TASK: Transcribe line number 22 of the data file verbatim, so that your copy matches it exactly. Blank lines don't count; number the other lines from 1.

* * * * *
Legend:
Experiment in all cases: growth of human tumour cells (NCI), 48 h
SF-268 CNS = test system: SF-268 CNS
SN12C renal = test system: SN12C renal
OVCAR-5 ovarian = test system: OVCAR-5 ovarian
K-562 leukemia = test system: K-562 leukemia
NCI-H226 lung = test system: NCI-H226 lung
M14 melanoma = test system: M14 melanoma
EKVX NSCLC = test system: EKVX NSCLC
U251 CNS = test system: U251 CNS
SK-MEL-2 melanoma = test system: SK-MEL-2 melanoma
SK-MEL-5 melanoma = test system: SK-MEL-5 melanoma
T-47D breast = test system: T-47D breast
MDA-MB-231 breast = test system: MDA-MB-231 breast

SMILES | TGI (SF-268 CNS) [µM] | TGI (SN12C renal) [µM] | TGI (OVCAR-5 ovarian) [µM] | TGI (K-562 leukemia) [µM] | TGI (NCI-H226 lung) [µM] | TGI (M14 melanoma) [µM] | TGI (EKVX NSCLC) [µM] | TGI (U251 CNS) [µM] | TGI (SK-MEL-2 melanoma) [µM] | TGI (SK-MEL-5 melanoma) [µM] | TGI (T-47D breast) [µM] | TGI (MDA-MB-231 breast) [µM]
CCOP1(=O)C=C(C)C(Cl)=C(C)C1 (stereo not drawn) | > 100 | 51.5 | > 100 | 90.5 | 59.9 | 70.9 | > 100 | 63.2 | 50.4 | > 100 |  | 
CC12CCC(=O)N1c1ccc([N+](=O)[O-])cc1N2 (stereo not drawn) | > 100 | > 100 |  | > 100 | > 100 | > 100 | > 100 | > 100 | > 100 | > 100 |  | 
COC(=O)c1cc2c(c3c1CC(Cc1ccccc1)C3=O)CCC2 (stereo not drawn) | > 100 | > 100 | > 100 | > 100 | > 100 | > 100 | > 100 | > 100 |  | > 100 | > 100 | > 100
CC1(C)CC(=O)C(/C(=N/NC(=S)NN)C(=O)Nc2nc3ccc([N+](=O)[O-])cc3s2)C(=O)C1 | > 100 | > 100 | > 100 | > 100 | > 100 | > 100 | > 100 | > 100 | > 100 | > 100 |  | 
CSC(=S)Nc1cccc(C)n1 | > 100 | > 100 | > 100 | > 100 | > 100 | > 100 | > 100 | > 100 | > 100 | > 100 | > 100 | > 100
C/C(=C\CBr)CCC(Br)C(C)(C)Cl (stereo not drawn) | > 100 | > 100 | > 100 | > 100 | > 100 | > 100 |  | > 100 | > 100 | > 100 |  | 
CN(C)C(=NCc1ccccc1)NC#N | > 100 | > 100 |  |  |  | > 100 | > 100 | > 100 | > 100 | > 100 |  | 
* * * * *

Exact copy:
CN(C)C(=NCc1ccccc1)NC#N | > 100 | > 100 |  |  |  | > 100 | > 100 | > 100 | > 100 | > 100 |  | 